All Political Power is Inherent in the People

A relative few have probably read it, but the Minnesota Constitution was written to guarantee, as rap legend Chuck D of Public Enemy might say, “Power to the People.”

Article I, Section 1 of the Minnesota Constitution makes it very clear who’s in charge. It says in part, “Government is instituted for the benefit and protection of the people, in whom all political power is inherent, together with its right to alter, modify or reform government whenever required by the public good.”

Aside from the preamble, these words are the first foundational law of Great State of Minnesota. It says We the People have the inherent political power.

The Minnesota Constitution was adopted over 160 years ago, but its powerful first section is no less true today than it was in 1857. This is the very core of our state government.

If you’ve ever marveled at government’s seeming indifference to the general will of the People, if you’ve ever been frustrated because you felt your voice wasn’t being heard at the Capitol, did you ever ask why, or did you just assume others had (somehow, magically) taken over and you were powerless?

The truth is that each individual is extraordinarily powerful, if only they assert their will, much more so if they join with others to do it.

It only takes a little knowledge and the gumption to do something to make a big difference in Minnesota’s public policy.

Elections are often decided by razor-thin margins in this “purple” state. A constituent showing up at the Capitol to talk to his or her representative or senator can have an enormous impact – partly because it’s just so damn rare!

Bills that eventually become laws in Minnesota don’t just happen in a vacuum. They go through several steps. No matter how oppressive and unresponsive you may think government has become, all of those steps are still completely open to public observation and input.  Anybody who wants have his or her say can be heard in most legislative hearings. But how many do?

On a really hot issue, you might see 6-10 people in total, lining up to testify on opposing sides of a controversial bill. One informed, determined voice carries tremendous weight in those situations.

If the People of Minnesota feel they’ve lost their voice, I propose that they have abdicated it, either through ignorance of the process, or lack of regard for the importance of asserting their voice.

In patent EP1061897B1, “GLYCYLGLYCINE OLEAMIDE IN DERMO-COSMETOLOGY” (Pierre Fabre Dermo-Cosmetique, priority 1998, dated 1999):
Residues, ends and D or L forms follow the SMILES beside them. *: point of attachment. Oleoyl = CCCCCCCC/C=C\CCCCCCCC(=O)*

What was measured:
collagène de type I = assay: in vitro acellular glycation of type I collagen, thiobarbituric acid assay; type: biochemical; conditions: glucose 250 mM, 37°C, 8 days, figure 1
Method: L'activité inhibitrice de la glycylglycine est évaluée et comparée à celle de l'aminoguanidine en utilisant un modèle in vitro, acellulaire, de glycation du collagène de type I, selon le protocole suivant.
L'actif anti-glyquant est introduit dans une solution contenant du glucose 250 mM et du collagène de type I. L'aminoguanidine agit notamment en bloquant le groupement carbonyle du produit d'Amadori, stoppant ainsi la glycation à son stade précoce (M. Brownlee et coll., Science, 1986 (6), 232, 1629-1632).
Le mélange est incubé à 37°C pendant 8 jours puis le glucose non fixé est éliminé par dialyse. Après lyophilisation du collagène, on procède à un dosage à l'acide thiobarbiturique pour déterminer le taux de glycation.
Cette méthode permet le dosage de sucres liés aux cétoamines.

Public education was initially established in the United States to produce an informed electorate that was capable of defending their personal freedoms by participating in town hall meetings, talking or writing to legislators and showing up in person at the Capitol once in a while.

One of our great founding fathers, John Adams crowed that the education of Americans of his time had been unknown to any other people of the world, ancient or modern. “The consequences of these [educational] establishments we see and feel every day,” he said, referring to intelligent civic engagement. An American who cannot read or write, he said, is as rare “as a comet or an earthquake.”

In recent decades, our public education system has mostly failed to educate the People on the civic process, and the so-called 4th Estate (the press) has largely failed in its established purpose of late as well.

The near absolute freedom of the press guaranteed by the First Amendment to the US Constitution was established to allow the free transfer of information (without repercussions from government officials) about what was transpiring in government to the People, so they could be informed and involved in the process.

Now, pop culture tends to paint a flattering picture of those who would try to escape jury duty – a constitutional precept that protects us all from government tyranny. It isn’t glamorous to run from civic responsibility. To the contrary, it is ruinous.

When our United States Constitution was fresh out of the oven known as Independence Hall, Benjamin Franklin upon emerging from that bakery was reputedly asked by a passerby, “What kind of government have you given us?”

“A republic, if you can keep it,” he replied.

Keeping our republic and keeping it responsive to the People requires citizen involvement beyond Election Day.

It doesn’t take much, though. If you’re an average, hard-working citizen, you can find the time to do two or three things a year beyond showing up to drop a ballot every two to four years (there are more elections that that, by the way).

Of course, everybody’s busy! We all have things that we have to do, and things we’d rather be doing. We all need some “down time” to rest, reflect and recharge.

That doesn’t excuse those who would complain about government but can’t find the time to participate in it from time to time, though.

Each individual has more power than he or she likely recognizes. Rather than wasting time complaining about government, why not spend a few hours a year doing something about it?

Do nothing and… well, nothing happens.

When you vote in a presidential election year, you are one voice among millions. When you write your state legislator on an issue, you are one voice among hundreds. When you appear in person at the Capitol to testify on an issue, you are one voice among three, four or ten. As the old adage goes, the world is run by those who show up.

The ultimate authority in Minnesota isn’t your representative, your senator or even the governor. It’s you. You can assert that power, or you can abdicate it, but remember that over two thousand years ago, the Greek philosopher Plato cautioned, “One of the penalties for refusing to participate in politics is that you end up being governed by your inferiors.”

That adage holds true today. You have the power.

If You Can Keep It: The Forgotten Promise of American Liberty

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